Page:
“According to Xenophon, Astyages once asked of Cyrus an account of his last lesson: There was, said he, in our school a great boy, who, having a little coat, gave it to one of his companions who was of small stature, and took from him his coat, which was larger: our master having made me the judge in this quarrel, I decided that things should be left as they were, and that the one and the other would thus be better accommodated in this respect: upon which he showed me that I had decided wrongly, for I had only considered what was fitting, whilst I ought, in the first place, to have provided for what was just, which would not allow any one to be forced with regard to what belonged to him.” Montaigne’s Essays, Book 1. ch. 24.
Let us see what ought to be thought of this decision. At the first glance it seems that a forced exchange is not contrary to security, provided that an equal value is received. How can I have lost in consequence of the law, if, after it has had its full effect, the mass of my fortune remain the same as before? If one has gained, without another having lost, the operation appears good.
No: it is not. He whom you consider to have lost nothing by the forced exchange, has really experienced a loss. As all things, moveable and immoveable, may have different values to different persons, according to circumstances, every one expects to enjoy the favourable chances which may augment the value of any part of his property. If the house which Peter occupies is of greater value to Paul than to Peter, this would not be a good reason for gratifying Paul, by obliging Peter to give it up to him, for what might be of the same value to him. This would be to deprive Peter of the natural benefit which he might have expected to derive from this circumstance.
But if Paul should say, that for the benefit of peace, he has offered a price above the ordinary value of the house, and that his adversary only refuses from obstinacy; it may be replied to him, This surplus, that you pretend to have offered, is only a supposition on your part: the contrary supposition is just as probable: for if you have offered more than the house is worth, he would have hastened to seize so fortunate a circumstance, which might never recur, and the bargain would have soon been concluded to his satisfaction: if he does not accept it, it is a proof that you have been deceived in the estimation you have made, and that if you take his house from him, upon the conditions you have proposed, his fortune will be injured, if not with reference to what he possesses, at least with reference to what he has a right to require.
No, replies Paul; he knows that my valuation is higher than any he can expect in the ordinary course of things: but he knows my necessity, and he refuses a reasonable offer, in order to derive an abusive advantage from my situation.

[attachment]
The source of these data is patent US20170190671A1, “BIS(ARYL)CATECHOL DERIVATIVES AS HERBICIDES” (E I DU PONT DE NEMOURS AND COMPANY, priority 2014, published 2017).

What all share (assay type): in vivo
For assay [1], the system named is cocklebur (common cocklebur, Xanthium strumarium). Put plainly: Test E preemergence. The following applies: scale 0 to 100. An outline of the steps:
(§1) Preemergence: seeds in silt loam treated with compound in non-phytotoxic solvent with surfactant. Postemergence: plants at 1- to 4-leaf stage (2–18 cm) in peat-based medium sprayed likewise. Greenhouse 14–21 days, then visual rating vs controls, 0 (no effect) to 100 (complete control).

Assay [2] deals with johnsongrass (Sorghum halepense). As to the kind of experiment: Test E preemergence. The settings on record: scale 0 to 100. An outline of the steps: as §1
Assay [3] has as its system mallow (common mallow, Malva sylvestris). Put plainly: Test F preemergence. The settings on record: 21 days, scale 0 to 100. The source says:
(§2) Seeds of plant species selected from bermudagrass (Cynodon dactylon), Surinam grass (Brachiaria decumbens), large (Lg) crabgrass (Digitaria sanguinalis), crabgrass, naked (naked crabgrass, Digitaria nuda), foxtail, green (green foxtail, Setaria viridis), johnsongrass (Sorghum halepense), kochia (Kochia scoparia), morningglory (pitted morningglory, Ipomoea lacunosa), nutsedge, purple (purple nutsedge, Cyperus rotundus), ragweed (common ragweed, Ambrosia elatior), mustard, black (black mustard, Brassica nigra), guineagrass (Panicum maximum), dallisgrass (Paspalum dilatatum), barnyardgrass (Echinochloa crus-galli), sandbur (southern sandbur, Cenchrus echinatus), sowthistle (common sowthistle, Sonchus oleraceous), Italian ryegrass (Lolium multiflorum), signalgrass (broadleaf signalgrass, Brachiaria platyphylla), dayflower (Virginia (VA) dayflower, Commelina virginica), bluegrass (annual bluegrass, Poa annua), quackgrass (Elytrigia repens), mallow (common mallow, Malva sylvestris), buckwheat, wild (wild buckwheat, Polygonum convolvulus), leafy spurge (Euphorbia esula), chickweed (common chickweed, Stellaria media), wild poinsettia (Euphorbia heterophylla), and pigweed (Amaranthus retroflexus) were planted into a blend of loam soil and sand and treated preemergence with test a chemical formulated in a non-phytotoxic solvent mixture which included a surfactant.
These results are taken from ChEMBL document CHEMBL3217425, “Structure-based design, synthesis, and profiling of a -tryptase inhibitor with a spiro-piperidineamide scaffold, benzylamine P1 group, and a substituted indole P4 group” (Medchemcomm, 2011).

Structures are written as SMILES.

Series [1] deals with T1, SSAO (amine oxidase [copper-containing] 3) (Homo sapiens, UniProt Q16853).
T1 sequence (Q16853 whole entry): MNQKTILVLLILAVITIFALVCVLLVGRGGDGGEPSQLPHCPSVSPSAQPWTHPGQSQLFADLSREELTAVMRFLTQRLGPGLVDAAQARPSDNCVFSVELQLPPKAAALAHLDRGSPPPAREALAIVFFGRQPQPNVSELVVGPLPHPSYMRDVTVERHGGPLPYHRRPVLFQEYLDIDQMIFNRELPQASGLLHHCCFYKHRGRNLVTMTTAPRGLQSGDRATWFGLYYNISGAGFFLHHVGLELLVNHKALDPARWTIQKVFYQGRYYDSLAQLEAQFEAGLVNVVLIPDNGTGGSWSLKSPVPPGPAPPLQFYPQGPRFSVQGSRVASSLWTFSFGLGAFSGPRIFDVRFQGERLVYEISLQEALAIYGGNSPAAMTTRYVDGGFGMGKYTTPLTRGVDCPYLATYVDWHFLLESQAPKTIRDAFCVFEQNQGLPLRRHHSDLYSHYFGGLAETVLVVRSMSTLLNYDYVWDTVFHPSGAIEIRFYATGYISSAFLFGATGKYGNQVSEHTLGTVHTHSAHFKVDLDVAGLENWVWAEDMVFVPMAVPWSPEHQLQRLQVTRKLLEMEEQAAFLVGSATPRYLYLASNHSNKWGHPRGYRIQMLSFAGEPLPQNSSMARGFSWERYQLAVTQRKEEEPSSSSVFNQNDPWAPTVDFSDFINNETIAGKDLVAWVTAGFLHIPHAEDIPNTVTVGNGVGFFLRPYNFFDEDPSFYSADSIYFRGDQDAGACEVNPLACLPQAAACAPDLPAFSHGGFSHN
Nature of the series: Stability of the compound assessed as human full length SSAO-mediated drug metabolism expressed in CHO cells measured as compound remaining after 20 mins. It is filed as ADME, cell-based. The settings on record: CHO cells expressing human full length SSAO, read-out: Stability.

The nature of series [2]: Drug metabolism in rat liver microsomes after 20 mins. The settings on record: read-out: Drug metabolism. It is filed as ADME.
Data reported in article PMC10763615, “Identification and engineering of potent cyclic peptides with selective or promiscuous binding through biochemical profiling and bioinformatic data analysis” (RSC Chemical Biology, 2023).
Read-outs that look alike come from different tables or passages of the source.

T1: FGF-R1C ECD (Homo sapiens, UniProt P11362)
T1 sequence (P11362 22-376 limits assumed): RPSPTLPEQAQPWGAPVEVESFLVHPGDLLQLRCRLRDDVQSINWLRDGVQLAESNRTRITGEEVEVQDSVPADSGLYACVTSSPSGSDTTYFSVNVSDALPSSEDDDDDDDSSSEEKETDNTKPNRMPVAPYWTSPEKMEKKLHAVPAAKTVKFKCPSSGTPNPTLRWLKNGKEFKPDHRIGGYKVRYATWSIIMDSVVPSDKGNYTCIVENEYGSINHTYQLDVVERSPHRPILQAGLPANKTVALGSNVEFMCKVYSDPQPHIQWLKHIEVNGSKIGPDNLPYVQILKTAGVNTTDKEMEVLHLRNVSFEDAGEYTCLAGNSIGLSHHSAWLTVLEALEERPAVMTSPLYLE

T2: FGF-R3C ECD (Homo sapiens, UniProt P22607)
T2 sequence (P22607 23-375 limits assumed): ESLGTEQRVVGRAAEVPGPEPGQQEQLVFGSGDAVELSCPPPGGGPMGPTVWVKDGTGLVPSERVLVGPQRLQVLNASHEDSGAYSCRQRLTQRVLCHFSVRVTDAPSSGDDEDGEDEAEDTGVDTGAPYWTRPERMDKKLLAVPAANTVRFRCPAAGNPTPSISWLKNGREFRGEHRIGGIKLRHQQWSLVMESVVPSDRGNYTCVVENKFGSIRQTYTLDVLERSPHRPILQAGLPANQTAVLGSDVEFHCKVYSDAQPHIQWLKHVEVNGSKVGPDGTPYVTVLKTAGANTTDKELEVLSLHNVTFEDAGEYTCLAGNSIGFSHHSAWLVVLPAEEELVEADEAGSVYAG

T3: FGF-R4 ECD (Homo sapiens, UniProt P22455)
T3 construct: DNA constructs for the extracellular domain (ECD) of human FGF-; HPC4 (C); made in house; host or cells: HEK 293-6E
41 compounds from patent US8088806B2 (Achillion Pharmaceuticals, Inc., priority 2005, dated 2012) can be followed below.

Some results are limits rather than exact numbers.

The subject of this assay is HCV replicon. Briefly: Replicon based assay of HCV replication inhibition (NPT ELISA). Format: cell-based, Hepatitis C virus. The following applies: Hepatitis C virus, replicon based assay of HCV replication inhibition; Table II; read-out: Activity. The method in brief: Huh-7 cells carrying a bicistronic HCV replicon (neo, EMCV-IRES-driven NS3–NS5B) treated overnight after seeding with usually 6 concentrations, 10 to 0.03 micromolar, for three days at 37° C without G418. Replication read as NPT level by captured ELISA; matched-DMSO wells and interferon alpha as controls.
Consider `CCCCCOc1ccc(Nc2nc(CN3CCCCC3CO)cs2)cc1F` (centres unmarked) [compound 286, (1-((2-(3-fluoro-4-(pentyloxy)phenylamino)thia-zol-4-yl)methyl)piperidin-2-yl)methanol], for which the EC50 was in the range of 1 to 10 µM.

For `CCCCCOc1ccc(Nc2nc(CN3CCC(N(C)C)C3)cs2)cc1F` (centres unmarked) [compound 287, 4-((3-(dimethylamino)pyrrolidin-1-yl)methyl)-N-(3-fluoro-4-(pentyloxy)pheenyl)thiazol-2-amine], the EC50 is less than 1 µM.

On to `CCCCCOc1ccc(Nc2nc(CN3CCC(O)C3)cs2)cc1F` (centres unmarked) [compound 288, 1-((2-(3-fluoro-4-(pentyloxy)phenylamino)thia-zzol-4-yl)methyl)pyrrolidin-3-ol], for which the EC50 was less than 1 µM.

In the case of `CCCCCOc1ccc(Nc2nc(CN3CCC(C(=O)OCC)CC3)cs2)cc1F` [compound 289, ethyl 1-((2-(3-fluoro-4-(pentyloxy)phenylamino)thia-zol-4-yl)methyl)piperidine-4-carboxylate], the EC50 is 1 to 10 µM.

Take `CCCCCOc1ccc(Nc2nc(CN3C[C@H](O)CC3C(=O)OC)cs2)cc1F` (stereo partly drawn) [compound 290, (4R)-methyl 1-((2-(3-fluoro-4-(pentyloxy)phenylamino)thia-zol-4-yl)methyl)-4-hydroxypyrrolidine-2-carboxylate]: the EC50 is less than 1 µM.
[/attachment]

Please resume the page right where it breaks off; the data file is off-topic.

The following principle may serve to remove the difficulty between Peter and Paul. Things may be distinguished into two classes: those which have commonly only an intrinsic value, and those which are susceptible of a value in affection. Ordinary houses, a field cultivated in an ordinary manner, a stack of corn or hay, the common productions of manufactures, appear to belong to this first class. To the second may be referred a pleasure-garden, a library, statues, pictures, collections of natural history. As to objects of this kind, the exchange ought never to be forced: it is not possible to appreciate the value that the feeling of affection may give them. But objects of the first class may be subjected to forced exchanges, if this be the only method of preventing great losses. I possess an estate of considerable value, to which I can only go by a road which borders on a river. The river overflows and destroys the road: my neighbour obstinately refuses me a passage over a strip of land which is not worth one hundredth part of my estate: ought I to lose all my benefit, from the caprice or the enmity of an unreasonable man?
But to prevent the abuse of so delicate a principle, it would be proper to lay down strict rules. I say, then, that exchanges may be forced, in order to prevent great loss; as in the case of land rendered inaccessible, unless a passage is taken across that of a neighbour.
It is in England that all the scruples of the legislator in this respect should be observed, in order to understand all the respect which ought to be borne to property. Is a new road to be opened? In the first place, an act of parliament is necessary, and all the parties interested are heard: afterwards the assignment of an equitable indemnity only to the proprietors is not considered sufficient; but with regard to objects which may possess a value in affection, such as houses and gardens, they are protected against the law itself by being recognised as exceptions.
These operations may also be justified, when the obstinacy of an individual, or a small number of persons, is manifestly injurious to the advantage of a great number. It is thus that the inclosure of commons in England is not stopped by certain oppositions, and that, for the convenience and salubrity of towns, the sale of houses is often forced by law.
The question discussed here relates only to forced exchanges, and not to forcible removals; for a removal which should not be an exchange—a removal without an equivalent, were it even for the profit of the state, would be a pure injustice, an act of power devoid of the softening necessary to reconcile it with the principle of utility.